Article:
There's something about this episode that makes it stand out amongst others in this season. It could be because it involves a Charmander, one of the most popular of the Kanto starters. It might be because of the then-surprising look at a trainer who doesn't take care of Pokémon very well (and are not part of Team Rocket). Or it's because death is mentioned explicitly throughout the episode. Refuge in audacity much, Pokémon? (Shame death would be touched upon less and less as the years went on, though.) Then again, it was taking cues from the games, so that might be why it got away with it for that one episode...
It's been ten days since they departed from Cerulean, huh? What have they been doing, walking in circles? You would think they had already been on either Route 24 or Route 5. (Unless... the bridge they crossed in the previous episode was Nugget Bridge...?) This also is probably one of the few times routes were mentioned, because I don't remember hearing them in future episodes. Also, Ash can't read maps. Well, thank goodness he happened to have some companions with him, otherwise he would've gotten lost back in Viridian Forest. I get that he's ten, but you would think most ten-year-olds would learn how to read a map. And why didn't either Brock or Misty point this out? They're older than him, they could've corrected him. I mean, Misty was facing that map, she would've noticed something (especially since she's lived in Cerulean City, so she probably would've known which way to go). Plot-induced stupidity, I guess.
So we meet a Charmander, it seemed inevitable at this point... but this one's weak. Interesting. It's not known how long he's been there, but he's been there long enough to either be starving, or still suffering from injuries, whatever is causing him to breathe so hard. I find it ironic Misty says it has an attitude problem, as in about 34-35 episodes... a possible subtle foreshadowing, perhaps? We don't get Charmander's personality much here like we did with Bulbasaur, but we can tell he's a loyal, probably stubborn Pokémon. By the end when he toasts Team Rocket (whom go back into digging holes because... they're just not being threatening right now), we see how much of a flame he has. He will over time become one of Ash's most powerful Pokémon, but for now, he's just the adorable, sweet Charmander we all know.
But of course, you can't talk about this episode without mentioning the person who predates Paul by about ten years: Damien. He's not the only abusive Pokémon trainer (A.J. may or may not count, but at least he cared for his Pokémon), but he's our first experience with one, and he won't be our last. He just happened to be the most memorable out of them all only because of how much of a douchebag he is from the start. We are introduced to him bragging about how he left his Charmander out to pretty much die because of it being too weak for him. (Though his cronies are probably worse, one stated that “it'll probably wag [its tail] so long it'll put the flame out”, and they laugh about it.) He shows no concern over Brock getting in his face over it, then he leaves until the end when he decides to get Charmander. However, he reveals that training Pokémon is “boring”. Well what did you think it meant to be a Pokémon Trainer, and why did you choose to be one if you thought you were going to get freebies every chance you got?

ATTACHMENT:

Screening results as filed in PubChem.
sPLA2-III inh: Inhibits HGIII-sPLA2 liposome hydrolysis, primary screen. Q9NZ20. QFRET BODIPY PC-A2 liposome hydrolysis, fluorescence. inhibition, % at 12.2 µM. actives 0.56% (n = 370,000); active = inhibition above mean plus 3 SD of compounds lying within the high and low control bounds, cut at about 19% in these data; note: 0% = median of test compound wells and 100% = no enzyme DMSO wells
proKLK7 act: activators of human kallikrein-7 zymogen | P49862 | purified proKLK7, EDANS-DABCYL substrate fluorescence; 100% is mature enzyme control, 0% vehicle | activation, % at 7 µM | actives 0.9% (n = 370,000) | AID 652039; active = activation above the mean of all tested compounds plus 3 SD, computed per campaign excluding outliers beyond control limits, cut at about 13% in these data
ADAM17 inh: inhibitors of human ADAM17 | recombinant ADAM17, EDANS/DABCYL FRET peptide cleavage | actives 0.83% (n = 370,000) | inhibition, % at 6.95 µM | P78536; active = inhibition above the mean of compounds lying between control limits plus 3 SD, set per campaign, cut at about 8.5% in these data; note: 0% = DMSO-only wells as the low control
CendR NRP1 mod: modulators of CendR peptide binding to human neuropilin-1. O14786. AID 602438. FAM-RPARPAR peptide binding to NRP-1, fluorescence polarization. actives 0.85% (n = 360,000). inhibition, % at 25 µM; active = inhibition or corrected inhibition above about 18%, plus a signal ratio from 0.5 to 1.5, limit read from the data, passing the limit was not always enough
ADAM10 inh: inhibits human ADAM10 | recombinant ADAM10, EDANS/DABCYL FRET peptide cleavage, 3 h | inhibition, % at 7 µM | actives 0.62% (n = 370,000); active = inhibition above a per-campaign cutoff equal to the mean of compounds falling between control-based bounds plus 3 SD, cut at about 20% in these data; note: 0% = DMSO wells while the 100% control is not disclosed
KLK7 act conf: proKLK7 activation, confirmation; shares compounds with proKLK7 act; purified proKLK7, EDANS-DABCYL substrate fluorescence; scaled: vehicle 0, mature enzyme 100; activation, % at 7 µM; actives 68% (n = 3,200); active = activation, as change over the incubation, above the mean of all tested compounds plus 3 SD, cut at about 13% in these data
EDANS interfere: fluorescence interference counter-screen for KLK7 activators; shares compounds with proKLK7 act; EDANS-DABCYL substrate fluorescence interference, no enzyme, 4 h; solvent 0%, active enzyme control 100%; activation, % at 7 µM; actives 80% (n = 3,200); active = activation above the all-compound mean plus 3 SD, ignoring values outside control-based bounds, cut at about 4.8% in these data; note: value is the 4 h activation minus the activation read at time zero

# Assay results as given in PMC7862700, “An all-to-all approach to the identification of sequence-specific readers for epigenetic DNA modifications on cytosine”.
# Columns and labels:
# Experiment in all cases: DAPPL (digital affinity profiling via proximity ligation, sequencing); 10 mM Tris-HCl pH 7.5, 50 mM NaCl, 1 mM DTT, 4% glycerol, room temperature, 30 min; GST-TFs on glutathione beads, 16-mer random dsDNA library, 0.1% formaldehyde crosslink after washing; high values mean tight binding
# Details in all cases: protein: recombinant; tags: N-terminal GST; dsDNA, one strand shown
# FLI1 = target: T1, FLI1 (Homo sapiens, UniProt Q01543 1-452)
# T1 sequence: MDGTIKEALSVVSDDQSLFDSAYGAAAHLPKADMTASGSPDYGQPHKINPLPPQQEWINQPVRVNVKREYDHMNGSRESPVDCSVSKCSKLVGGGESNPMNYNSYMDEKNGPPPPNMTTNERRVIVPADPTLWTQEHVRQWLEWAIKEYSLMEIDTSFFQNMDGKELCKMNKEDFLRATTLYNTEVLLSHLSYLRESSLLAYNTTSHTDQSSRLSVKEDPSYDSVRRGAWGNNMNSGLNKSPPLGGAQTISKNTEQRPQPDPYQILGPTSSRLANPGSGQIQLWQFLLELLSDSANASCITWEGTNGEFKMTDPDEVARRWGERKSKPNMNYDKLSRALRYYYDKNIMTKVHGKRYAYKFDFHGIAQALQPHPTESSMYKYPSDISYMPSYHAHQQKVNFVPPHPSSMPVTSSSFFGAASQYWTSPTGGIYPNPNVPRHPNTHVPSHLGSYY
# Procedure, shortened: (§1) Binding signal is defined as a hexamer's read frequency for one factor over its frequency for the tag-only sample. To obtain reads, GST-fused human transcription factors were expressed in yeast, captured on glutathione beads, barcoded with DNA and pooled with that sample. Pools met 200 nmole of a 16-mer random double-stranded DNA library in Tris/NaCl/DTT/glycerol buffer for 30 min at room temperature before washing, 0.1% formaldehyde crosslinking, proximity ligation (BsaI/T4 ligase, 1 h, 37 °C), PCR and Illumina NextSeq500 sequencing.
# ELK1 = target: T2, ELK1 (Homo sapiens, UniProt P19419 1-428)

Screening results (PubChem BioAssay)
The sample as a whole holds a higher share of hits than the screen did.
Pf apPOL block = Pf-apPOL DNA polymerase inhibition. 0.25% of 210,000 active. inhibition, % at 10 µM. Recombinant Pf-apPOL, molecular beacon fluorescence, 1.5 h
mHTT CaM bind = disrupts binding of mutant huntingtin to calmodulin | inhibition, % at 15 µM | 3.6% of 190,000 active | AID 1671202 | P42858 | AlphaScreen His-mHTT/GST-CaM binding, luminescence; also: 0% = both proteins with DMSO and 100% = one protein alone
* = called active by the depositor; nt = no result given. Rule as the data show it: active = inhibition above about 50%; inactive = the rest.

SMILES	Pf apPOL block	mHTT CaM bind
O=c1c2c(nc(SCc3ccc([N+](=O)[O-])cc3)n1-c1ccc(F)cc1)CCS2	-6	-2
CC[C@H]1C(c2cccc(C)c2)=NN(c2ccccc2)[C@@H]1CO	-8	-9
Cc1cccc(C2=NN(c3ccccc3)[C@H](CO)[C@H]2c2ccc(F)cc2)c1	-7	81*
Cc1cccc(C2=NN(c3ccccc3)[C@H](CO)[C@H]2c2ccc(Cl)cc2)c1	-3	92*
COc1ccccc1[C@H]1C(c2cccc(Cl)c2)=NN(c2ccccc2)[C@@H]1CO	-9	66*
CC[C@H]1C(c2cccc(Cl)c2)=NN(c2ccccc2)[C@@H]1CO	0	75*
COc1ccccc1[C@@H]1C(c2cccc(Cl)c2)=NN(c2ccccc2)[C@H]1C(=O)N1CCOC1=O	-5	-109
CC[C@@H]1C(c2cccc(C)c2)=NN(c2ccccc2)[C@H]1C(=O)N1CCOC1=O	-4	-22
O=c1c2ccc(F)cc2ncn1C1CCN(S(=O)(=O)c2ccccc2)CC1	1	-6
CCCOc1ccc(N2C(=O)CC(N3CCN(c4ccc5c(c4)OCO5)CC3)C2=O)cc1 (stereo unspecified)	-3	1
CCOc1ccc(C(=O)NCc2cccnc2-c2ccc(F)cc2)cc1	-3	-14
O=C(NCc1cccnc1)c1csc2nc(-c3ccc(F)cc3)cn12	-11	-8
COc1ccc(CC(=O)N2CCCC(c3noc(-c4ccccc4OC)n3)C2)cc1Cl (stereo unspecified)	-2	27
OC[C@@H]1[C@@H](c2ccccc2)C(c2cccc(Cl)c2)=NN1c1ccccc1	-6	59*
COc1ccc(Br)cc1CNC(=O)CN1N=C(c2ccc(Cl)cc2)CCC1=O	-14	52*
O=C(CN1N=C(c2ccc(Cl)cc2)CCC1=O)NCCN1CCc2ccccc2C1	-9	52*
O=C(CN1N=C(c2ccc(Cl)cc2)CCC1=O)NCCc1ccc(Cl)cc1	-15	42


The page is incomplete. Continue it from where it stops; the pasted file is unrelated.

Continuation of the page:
Dick. He deserved more than getting a Flamethrower to the face, to be honest with you.
Team Rocket shows up by the final act, digging holes again, as mentioned earlier. Really, the last time they actually did something worthwhile was back in episode six when they were close to stealing the Moon Stone. They have not been very threatening for a while, even with the gadgets they've now been getting pretty much out-of-the-blue. Is it any wonder Giovanni chews them out in a few episodes? They may be newbies at this job (probably), but it doesn't mean they're good at it. I'm not sure if that was exactly intentional, or if it was because Takeshi Shudo was being forced to do this to his characters, but if they're just going to do nothing but dig pitfalls and get chased off by someone other than Ash... Well, I mean there was that bazooka that shot out a rubber bubble-balloon (they now got smart enough to protect themselves from Pikachu's electricity), I guess since they probably could've gotten away with it had it not been for Charmander showing up. Speaking of, how did Charmander get there the way it showed up? He went the opposite director that Ash and the others would go. Unless they got turned around...
Also, Ash gave a good point. Brock was the most concerned of Charmander, so why did he just let Ash take it? Just because he kept the flame on his tail lit? That doesn't necessarily mean he can take care of that Pokémon, but whatever, Brock's just a nice guy like that. Missed out on a great opportunity for a good Pokémon (even though it's possible Charmander wouldn't evolve for a long time anyway under his care), and he won't get Vulpix for a while, so... *shrugs* His and the writers' decisions. Gotta catch 'em all!
So overall, while this is not a favorite episode of mine, it is a good episode, possibly one of the better ones. The pacing feels a bit condensed at times, but it was simple and linear. We got a bit of a backstory with a Pokémon, got to see that there are indeed douchebag trainers out there, and death is talked about without much restriction. Okay, Ash got a new team member thus proving this episode wasn't filler. Hmm, gee, I wonder if we will get to see Squirtle next. Not that the opening hadn't spoiled it for us, let alone that it's been 16 years since the episode aired and thus everyone knows what it is and what happened in it.
That, and it's my favorite of the three episodes. I don't think I will need to explain why. Maybe. But in the meantime, we're still going to be nowhere near Vermilion City and are probably still going the wrong way.